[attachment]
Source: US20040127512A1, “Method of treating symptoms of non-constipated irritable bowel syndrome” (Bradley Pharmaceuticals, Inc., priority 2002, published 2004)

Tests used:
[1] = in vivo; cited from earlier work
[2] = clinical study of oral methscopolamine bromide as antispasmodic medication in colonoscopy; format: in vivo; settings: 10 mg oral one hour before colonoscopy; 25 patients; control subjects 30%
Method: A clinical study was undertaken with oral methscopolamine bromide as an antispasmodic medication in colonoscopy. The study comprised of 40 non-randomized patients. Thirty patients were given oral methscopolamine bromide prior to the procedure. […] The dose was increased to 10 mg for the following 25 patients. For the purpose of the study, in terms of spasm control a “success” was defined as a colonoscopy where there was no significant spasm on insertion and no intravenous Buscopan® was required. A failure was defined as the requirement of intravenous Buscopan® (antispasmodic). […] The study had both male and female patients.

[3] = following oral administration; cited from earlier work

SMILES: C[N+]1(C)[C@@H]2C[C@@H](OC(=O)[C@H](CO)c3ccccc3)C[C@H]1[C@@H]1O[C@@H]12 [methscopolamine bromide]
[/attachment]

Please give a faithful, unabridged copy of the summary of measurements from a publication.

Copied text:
Source: US20040127512A1, “Method of treating symptoms of non-constipated irritable bowel syndrome” (Bradley Pharmaceuticals, Inc., priority 2002, published 2004)

Tests used:
[1] = in vivo; cited from earlier work
[2] = clinical study of oral methscopolamine bromide as antispasmodic medication in colonoscopy; format: in vivo; settings: 10 mg oral one hour before colonoscopy; 25 patients; control subjects 30%
Method: A clinical study was undertaken with oral methscopolamine bromide as an antispasmodic medication in colonoscopy. The study comprised of 40 non-randomized patients. Thirty patients were given oral methscopolamine bromide prior to the procedure. […] The dose was increased to 10 mg for the following 25 patients. For the purpose of the study, in terms of spasm control a “success” was defined as a colonoscopy where there was no significant spasm on insertion and no intravenous Buscopan® was required. A failure was defined as the requirement of intravenous Buscopan® (antispasmodic). […] The study had both male and female patients.

[3] = following oral administration; cited from earlier work

SMILES: C[N+]1(C)[C@@H]2C[C@@H](OC(=O)[C@H](CO)c3ccccc3)C[C@H]1[C@@H]1O[C@@H]12 [methscopolamine bromide]